The Gazette's Boys' Swimming Coach of the Year, who plans on teaching part time at Cheyenne Mountain for the next few years while transitioning into full-time retirement, certainly fulfills the requirements to lead a class.

Nichols, a Harrison graduate, earned a master's degree in neurochemistry from the Colorado Health Sciences Center and later a doctorate in biogeography from Mississippi.

After all that schooling, Nichols didn't immediately find his place in the world.

"I did scientific research and hated it," Nichols said.

"You realize that if you're more people oriented, teaching is a better fit. And I wanted to come back, and it was a good choice. Those little decisions I made years ago really shaped my life."

Nichols leaves a predominantly young team that finished third at the Class 4A state meet.

"We lose a core group of divers, but we had young kids, and had real-life lessons this year about working hard," Nichols said.

"It was so nice to see the kids absorb those lessons."


Ryan Arata

Fr., Lewis-Palmer

Made his 4A state debut by winning titles in the 100-yard butterfly, 100 backstroke and as part of 200 medley relay.

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Collin Babcock

So., Lewis-Palmer

Metro League champion in 100 breaststroke and 200 medley relay.

Bryan Bonack

So., Lewis-Palmer

Metro League 100 backstroke champion and swam lead leg of 4A state champion 200 medley relay.

Patrick Cardillo

Jr., Lewis-Palmer

Runner-up in 100 freestyle at Class 4A state meet; also had two other top-five finishes at state.

Dylan Fabrizius

Sr., Coronado

Recorded two top-10 finishes at Class 5A state meet.

Jeremy Hayes

Jr., Lewis-Palmer

Swam lead leg on 4A statechampion 200 freestyle relay; also had two top-five finishes at state.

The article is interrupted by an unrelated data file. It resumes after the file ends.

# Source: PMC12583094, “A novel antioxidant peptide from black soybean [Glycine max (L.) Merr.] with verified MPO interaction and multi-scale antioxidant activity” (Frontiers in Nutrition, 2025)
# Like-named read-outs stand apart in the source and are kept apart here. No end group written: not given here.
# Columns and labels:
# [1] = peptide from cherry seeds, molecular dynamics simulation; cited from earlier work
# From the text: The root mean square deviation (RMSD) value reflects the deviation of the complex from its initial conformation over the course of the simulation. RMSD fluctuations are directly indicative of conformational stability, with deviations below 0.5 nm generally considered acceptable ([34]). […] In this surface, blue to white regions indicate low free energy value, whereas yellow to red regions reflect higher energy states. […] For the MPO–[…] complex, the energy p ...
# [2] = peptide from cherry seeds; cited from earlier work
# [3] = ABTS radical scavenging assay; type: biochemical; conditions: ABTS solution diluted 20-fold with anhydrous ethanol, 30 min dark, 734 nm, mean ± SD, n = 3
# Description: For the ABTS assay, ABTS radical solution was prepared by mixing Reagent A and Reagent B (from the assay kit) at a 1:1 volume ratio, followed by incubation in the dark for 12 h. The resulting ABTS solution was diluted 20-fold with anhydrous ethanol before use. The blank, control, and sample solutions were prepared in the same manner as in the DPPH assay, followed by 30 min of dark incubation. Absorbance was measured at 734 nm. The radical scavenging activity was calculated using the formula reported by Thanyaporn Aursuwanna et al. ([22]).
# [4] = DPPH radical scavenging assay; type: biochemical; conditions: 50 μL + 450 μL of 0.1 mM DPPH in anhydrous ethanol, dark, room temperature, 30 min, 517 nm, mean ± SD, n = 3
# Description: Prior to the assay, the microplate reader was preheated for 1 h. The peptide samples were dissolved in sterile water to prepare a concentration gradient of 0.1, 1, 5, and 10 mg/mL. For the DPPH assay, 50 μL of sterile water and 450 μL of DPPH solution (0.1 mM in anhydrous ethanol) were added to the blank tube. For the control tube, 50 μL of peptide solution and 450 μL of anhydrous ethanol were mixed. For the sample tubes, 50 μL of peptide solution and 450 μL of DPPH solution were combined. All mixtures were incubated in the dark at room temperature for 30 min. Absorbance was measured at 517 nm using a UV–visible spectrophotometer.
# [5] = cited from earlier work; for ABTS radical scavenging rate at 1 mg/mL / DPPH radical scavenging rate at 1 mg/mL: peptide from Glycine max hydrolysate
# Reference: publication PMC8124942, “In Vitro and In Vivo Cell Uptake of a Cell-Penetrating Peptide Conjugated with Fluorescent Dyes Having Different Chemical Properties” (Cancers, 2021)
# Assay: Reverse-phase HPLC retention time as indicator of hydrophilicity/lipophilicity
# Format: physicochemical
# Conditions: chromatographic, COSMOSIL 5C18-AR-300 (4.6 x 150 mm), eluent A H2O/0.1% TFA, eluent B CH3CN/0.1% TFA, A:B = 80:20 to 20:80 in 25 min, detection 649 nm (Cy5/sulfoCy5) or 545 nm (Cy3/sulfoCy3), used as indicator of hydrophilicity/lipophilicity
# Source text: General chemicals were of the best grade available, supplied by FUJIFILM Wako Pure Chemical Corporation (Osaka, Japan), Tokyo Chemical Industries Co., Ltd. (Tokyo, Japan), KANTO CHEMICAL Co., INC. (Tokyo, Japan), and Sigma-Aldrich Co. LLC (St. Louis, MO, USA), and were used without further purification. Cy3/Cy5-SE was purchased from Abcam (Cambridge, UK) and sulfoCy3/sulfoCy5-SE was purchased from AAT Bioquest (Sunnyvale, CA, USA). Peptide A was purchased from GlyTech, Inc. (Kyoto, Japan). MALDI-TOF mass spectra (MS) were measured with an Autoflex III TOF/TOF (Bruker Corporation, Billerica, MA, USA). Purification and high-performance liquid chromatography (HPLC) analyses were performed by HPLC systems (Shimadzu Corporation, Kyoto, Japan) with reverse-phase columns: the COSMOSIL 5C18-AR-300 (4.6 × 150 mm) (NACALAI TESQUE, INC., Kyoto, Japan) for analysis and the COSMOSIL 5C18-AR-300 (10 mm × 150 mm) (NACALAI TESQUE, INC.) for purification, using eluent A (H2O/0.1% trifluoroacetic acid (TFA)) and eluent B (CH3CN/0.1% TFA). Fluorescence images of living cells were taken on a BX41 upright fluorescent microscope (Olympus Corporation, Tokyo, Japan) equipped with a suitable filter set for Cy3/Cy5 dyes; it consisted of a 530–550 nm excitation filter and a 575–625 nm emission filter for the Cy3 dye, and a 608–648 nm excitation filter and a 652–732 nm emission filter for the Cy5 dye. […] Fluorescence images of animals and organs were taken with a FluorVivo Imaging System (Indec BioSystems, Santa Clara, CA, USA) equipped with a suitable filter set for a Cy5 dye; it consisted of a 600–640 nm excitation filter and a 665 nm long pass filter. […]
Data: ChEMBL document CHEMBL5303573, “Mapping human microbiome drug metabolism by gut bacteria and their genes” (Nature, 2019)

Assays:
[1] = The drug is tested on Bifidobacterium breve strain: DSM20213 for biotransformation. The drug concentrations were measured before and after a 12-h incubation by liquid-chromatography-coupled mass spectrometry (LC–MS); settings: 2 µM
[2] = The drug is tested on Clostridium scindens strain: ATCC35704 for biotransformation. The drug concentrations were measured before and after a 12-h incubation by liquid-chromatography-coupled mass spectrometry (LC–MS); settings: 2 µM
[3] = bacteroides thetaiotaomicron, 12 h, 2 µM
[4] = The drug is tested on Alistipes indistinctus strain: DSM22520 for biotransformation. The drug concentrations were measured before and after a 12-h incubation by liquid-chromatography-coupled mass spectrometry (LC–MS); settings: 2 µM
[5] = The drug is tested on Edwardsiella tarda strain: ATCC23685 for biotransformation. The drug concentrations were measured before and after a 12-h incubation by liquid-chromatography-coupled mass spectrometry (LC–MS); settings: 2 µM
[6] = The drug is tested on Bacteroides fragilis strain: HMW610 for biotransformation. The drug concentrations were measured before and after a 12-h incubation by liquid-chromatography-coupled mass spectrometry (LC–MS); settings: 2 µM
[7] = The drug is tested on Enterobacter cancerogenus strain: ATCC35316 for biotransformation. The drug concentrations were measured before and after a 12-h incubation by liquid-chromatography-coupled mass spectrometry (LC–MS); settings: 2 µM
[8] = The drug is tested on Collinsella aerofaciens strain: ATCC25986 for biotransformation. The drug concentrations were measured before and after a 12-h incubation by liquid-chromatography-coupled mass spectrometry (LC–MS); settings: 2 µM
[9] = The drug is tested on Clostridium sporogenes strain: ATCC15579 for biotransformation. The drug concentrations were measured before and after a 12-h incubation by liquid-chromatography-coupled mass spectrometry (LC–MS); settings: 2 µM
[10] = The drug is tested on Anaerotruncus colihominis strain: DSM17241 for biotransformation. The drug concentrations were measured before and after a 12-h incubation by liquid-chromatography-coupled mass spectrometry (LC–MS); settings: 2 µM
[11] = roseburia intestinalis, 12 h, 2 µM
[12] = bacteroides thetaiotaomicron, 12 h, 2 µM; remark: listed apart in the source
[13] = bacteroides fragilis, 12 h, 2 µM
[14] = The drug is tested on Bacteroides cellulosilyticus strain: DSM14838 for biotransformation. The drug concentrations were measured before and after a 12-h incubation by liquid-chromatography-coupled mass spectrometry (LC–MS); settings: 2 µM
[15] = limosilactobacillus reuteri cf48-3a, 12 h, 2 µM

Gregg Hutto

Sr., Pine Creek

Two-event Metro League champ; two top-five finishes at 5A state meet.

Mike Johnson

Jr., Cheyenne Mountain

Recorded pair of top-10 finishes at state 4A meet.

Patrick Scally

Jr., Cheyenne Mountain

State 4A champ in 500 freestyle and runner-up in 200 freestyle.

Justin Sheaffer

Sr., Cheyenne Mountain

Metro League diving champion finished fourth at state 4A meet.



Erik Baer, Jr., Cheyenne Mountain

Daniel Bradford, Jr., Liberty

Ryan Chaney, Jr., Coronado

Ian Clarke, Fr., Rampart

Matthew Day, Jr., Lewis-Palmer

Logan Dean, Jr., Lewis-Palmer

Jonathan Eng, Jr., Coronado

Spencer Flores, So., Lewis-Palmer

Marshall McCann, So., Cheyenne Mountain

Jonathan Munns, Sr., Lewis-Palmer


Michael Carricato, sophomore, Air Academy; Aaryn Coker, senior, Air Academy; Ryan Gimarc, senior, Air Academy; Daniel Rothlis, senior, Air Academy; Jonathan Littles, freshman, Cheyenne Mountain; Andy Yoo, sophomore, Cheyenne Mountain; Jonathan Eng, junior, Coronado; Taylor Stewart-Theifoldt, senior, Doherty; Tyson Anderson, senior, Harrison; Jason Mechling, senior, Harrison; Christopher Guthrie, junior, Harrison; Allen Lowry, senior, Harrison; Bryce Arata, junior, Lewis-Palmer; Brian Bane, junior, Lewis-Palmer; Philip Gifford, sophomore, Lewis-Palmer; Heath Glover, senior, Lewis-Palmer; Kevin Newby, junior, Lewis-Palmer; Doug Russell, sophomore, Lewis-Palmer; Spencer Wells, sophomore, Lewis-Palmer; Josh Johnson junior, Mitchell; Sean Andersson, senior, Palmer; David Bossert, junior, Pine Creek; Jim Bossert, sophomore, Pine Creek; Forrest Gaskill, sophomore, Pine Creek; Luke Greer, sophomore, Pine Creek; Justin Holmes, sophomore, Pine Creek; Tyler Knab, senior, Rampart; Chris Schuch, senior, Rampart; Austin Smith, sophomore, Rampart; Kegan Miller, junior, Wasson; Mark Clagett, junior, Wasson; Dave Baker, senior, Mitchell.